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Talladega College

Talladega College, located in Talladega, Alabama, is a private, liberal arts college. It holds the distinction as Alabama's oldest private historically black college. As of 2009 the school received full SACS accreditation

Location

Address
627 W Battle St
City
Talladega
State
AL
Zip/Post Code
35160

Stats

Total Undergrad enrollment
932
In State Tuition Fees
10175
Out State Tuition Fees
10175
Grade Point Average(GPA)
2.6
Male Female Ratio
43:57
Acceptance Rate
51%
Student Faculty Ratio
18:01

Additional Information

College Type
Private
Religious Affiliation
Church of Christ
Campus Housing
Yes
Mission Statement
Talladega College has a tradition of developing leaders since its founding in 1867. It instills in its graduates the Values of intellectual excellence, hard work, and morality. The college provides academic programs and experiences for students, that among other outcomes, produce graduates who: Think analytically and strategically Speak effectively and read critically Write with precision and clarity Exhibit competency in their academic discipline Assume leadership roles in society The College recognizes its historic achievements in the sciences and humanities grounded in liberal arts education by preparing students not only for the world of work but also for advanced graduate studies. The college nurtures the whole person through mentoring relations between faculty and students. It provides experiences that develop strong moral and ethical behaviors and responsibility to the local community and to the world. The college is part of the diverse global society and seeks to instill an understanding and appreciation of diversity through its curriculum and multicultural faculty. Talladega College is dedicated to producing well rounded leaders who think independently, who are self-assured, and who are committed to intellectual growth and service to their community. Adopted by the Board of trustees July 17 2008
Mascot
Tornadoes
Colors
White Blue Crimson
Conference
Gulf Coast

College History

History

The history of Talladega College began on November 20, 1865, when two former slaves William Savery and Thomas Tarrant, both of Talladega, met in convention with a group of new freedmen in Mobile, Alabama. From this meeting came the commitment, "...We regard the education of our children and youth as vital to the preservation of our liberties, and true religion as the foundation of all real virtue, and shall use our utmost endeavors to promote these blessings in our common country." With this as their pledge, Savery and Tarrant, aided by General Wager Swayne of the Freedmen's Bureau, began in earnest to provide a school for the children of former slaves of the community. Their leadership resulted in the construction of a one-room school house using lumber salvaged from an abandoned carpenter's shop. The school overflowed with pupils from its opening and soon it was necessary to move into larger quarters. Meanwhile, the nearby Baptist Academy was about to be sold under mortgage default. This building had been built in 1852-53 with the help of slaves - including Savery and Tarrant. A speedy plea was sent to General Swayne for its purchase. General Swayne in turn persuaded the American Missionary Association to buy the building and some 20 acres (81,000 m2) of land for $23,000. The grateful parents renamed the building Swayne School and it opened in November 1867 with about 140 pupils. A building constructed before the war with slave labor for white students became the home of the state's first college dedicated to serving the educational needs of blacks. In 1869, Swayne School was issued a charter as Talladega College by the Judge of Probate of Talladega County. The former Baptists Academy building, now known as Swayne Hall, has remained in service as the symbol and spirit of the beginning of the college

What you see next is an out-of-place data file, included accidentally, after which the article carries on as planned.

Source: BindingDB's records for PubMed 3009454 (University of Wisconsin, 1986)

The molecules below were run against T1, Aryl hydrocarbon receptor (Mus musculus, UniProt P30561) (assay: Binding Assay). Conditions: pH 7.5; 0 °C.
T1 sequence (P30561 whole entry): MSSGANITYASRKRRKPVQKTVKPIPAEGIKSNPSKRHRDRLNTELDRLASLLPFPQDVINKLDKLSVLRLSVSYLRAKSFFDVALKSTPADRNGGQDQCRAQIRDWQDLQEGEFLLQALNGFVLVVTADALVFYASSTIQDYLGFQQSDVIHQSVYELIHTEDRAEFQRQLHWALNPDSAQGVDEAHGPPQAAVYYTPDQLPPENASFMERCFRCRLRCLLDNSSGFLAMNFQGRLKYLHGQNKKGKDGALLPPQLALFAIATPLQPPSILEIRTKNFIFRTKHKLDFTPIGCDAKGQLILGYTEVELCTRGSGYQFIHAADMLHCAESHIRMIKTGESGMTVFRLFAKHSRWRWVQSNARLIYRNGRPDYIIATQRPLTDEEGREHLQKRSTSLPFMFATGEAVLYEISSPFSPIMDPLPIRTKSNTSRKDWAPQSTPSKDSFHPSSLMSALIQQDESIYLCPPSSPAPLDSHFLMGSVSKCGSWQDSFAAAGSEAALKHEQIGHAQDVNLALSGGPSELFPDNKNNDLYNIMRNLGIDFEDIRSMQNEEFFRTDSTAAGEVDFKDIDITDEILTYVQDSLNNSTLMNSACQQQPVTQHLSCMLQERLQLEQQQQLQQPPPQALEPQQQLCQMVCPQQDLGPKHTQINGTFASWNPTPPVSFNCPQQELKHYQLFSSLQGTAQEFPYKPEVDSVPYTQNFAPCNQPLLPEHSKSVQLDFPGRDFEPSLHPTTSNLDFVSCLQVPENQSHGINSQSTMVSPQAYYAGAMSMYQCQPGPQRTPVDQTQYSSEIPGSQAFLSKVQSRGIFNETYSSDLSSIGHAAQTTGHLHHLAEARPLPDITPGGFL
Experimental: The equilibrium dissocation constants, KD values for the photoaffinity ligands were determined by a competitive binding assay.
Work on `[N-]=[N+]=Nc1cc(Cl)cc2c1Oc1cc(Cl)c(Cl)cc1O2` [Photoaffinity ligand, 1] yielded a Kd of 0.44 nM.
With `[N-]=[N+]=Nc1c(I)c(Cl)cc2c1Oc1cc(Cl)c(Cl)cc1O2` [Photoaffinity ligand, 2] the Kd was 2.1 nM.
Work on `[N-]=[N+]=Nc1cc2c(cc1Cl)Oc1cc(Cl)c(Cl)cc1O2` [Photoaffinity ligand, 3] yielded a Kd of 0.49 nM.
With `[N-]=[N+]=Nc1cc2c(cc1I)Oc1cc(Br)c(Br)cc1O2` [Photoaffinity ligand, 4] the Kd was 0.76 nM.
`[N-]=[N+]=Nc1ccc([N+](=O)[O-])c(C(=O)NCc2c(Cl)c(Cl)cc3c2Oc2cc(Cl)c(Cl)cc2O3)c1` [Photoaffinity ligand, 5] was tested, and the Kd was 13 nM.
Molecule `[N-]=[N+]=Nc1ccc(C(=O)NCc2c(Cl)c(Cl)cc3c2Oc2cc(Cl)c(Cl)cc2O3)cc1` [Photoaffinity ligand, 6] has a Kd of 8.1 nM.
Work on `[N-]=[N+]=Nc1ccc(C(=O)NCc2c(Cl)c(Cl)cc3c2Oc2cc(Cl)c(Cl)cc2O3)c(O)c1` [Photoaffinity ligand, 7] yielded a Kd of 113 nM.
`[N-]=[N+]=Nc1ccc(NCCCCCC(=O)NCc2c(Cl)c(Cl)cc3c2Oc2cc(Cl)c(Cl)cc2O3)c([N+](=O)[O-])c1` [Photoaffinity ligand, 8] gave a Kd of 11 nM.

College Specialty

Specialty

Talladega College has a tradition of developing leaders since its founding in 1867. It instills in its graduates the values of intellectual excellence, hard work, and morality. The college provides academic programs and experiences for students, that among other outcomes, produce graduates who: Think analytically and strategically Speak effectively and read critically Write with precision and clarity Exhibit competency in their academic discipline Assume leadership roles in society

Alumni

Alumni

George Williamson Crawford Lawyer, city official, and judge in New Haven, Connecticut Dr. Herman H. Long 1935 educator who served as president of Talledega College and president of the United Negro College Fund Jewel Plummer Cobb 1947 biologist, cancer researcher, college dean, California State University, Fullerton president Nikky Finney author who won 2011 National Book Award for Poetry, "Head Off & Split" Dr. Theodore K. Lawless dermatologist, medical researcher, and philanthropist Wynona Lipman first African-American woman elected to the New Jersey Senate William Pickens 1902 orator, educator, journalist, and essayist. He wrote two autobiographies, first The Heir of Slaves, in 1911 and second Bursting Bonds in 1923 Arthur Shores civil rights attorney who was considered Alabama's drum major for justice Hank Sanders civil rights attorney and current Alabama State Senator Margaret Bush Wilson 1939 attorney, civil rights advocate, first African American woman to Chair National NAACP Board of Directors (1975-1983)

Campus

Campus

Rural 50 Acres (20.2 Ha) Main Campus

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